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Salesforce this week unveiled its seventh annual State of Marketing survey, which examines how marketers navigated the shift to digital during the pandemic. In 2021, sales teams said that data is paramount for creating effective customer experiences, but that meeting expectations is more difficult than a year ago, according to the report.
Salesforce surveyed over 8,200 marketing professionals across 37 countries to gauge how the profession is adapting. The report reveals strategies, channels, and technologies organizations are turning to in the new normal, as well as how salespeople are collaborating to target the right individuals on the right channels at the right time.
According to the survey, 90% of marketers say that the pandemic changed their engagement strategy for the better, with 66% expecting revenue growth over the next 12 to 18 months. As they experimented with new engagement tactics, marketers tracked their goals “more vigorously.” Seventy-eight percent of teams changed or reprioritized their KPIs due to the pandemic, focusing on customer referral rates, customer acquisitions costs, and content engagement.
As customers’ digital behavior ramped up, marketers have followed suit, the Salesforce survey also found. Sixty percent of teams have a fully defined AI strategy, and they’re reevaluating which data to use to target customers as the value of tracking cookies declines. Marketers, only 42% of which are “fully satisfied” with the quality of their customer data, expect a 75% increase in customer data sources between 2020 and 2022.
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“Over two-thirds of of marketers describe their cross-channel coordination as dynamic, meaning that messages evolve based on customer actions,” a Salesforce spokesperson told VentureBeat via email. “Marketers have shifted toward known digital identity sources such as email addresses and social IDs and away from anonymized digital identities such as cookies and device IDs.”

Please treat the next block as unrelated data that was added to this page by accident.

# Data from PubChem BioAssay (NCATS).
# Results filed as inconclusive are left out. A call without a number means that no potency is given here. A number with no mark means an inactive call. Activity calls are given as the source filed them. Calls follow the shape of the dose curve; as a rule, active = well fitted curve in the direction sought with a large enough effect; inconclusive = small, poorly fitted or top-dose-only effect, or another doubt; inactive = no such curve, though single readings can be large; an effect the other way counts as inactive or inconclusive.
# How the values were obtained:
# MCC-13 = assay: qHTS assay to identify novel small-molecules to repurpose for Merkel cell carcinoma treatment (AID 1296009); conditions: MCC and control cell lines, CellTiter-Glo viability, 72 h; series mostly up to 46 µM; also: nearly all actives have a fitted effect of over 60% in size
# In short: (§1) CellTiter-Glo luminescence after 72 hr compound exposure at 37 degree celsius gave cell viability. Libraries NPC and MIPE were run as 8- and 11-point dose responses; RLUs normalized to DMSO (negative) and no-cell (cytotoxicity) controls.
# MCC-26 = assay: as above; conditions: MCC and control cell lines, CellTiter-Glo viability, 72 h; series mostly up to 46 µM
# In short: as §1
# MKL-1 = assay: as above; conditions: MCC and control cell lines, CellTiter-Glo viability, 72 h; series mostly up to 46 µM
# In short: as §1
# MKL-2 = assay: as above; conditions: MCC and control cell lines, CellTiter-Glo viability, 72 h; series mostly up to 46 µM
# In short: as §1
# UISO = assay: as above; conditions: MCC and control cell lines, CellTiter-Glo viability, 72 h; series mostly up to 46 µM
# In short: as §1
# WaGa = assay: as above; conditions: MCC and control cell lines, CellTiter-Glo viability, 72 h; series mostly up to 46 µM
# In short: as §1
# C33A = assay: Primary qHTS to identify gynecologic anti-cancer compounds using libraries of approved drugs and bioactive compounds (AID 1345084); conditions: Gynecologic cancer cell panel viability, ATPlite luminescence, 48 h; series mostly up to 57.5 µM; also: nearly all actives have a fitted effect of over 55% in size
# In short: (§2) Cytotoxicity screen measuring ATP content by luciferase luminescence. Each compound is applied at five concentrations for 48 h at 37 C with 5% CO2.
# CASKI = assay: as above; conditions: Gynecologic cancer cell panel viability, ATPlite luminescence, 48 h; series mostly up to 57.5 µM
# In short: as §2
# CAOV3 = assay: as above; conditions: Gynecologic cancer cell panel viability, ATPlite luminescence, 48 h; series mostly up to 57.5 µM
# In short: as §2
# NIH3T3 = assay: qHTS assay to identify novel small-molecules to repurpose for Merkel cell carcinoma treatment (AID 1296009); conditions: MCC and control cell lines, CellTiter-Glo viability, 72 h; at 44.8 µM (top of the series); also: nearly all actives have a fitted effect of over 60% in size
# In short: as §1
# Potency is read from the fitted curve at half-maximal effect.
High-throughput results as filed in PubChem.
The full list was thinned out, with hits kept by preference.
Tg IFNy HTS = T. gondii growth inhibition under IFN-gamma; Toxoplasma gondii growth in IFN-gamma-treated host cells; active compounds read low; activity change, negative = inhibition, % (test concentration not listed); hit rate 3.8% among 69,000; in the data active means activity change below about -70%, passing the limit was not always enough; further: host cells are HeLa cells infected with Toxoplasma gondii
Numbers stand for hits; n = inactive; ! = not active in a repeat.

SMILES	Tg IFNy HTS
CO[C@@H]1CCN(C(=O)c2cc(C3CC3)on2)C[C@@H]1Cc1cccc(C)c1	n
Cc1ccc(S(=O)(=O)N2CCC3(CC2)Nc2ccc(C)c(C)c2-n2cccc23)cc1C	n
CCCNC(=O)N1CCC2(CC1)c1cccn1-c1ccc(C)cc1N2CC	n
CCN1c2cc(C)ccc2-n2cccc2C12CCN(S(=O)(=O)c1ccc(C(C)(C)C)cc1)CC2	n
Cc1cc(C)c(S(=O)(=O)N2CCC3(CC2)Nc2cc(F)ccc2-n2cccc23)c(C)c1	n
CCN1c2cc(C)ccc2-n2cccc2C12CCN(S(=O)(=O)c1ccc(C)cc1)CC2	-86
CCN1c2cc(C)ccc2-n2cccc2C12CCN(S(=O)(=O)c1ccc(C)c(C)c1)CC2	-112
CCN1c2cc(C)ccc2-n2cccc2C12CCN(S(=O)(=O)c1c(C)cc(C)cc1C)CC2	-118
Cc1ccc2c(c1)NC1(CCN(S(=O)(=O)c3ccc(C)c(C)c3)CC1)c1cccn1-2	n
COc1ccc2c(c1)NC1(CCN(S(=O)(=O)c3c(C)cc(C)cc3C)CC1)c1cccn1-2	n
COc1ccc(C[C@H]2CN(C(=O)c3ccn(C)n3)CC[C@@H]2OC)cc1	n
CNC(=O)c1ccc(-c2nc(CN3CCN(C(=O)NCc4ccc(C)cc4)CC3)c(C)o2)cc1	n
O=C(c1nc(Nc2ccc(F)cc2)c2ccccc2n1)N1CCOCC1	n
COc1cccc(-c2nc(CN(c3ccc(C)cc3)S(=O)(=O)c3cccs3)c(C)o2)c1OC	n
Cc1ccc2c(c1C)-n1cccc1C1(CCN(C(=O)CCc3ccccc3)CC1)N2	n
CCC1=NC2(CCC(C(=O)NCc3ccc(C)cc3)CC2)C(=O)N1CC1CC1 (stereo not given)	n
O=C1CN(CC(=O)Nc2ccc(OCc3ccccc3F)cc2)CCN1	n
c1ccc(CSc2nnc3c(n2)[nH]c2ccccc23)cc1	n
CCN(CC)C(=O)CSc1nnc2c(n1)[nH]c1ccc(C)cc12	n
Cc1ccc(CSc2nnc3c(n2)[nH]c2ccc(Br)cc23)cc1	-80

Despite having to contend with these changes, marketers are finding new ways to collaborate in the work-from-anywhere era, the Salesforce report found. Eighty-two percent of marketing organizations have new policies around remote work, and only 44% of respondents expect to work from an office full-time after the pandemic. However, some salespeople believe that as a result they’re not getting the training they need. Only 27% of marketers report receiving data science guidance, while only 21% say they’ve gotten resiliency training, according to the report.
In any case, the report would appear to confirm that the pandemic has greatly accelerated businesses’ digital transformation efforts. When McKinsey surveyed 1,500 executives across industries and regions in 2018, 66% said addressing skills gaps related to automation and digitization was a “top 10” priority. Forrester predicts that 57% of business-to-business sales leaders will invest more heavily in tools with automation, and that spending on marketing automation tools will grow “vigorously” over the next few years, reaching $25.1 billion annually by 2023 from $11.4 billion in 2017.
According to one source, an estimated 55% of marketing decision-makers plan to increase their spending on marketing technology including AI and machine learning, with one-fifth of companies expecting an uptick by 10% or even higher.
“Eighty percent of marketers say customer experience is the key competitive differentiator,” the spokesperson continued. “Digital channels take precedence as 83% of marketers say their ability to meet customer expectations depends on their digital capabilities.”
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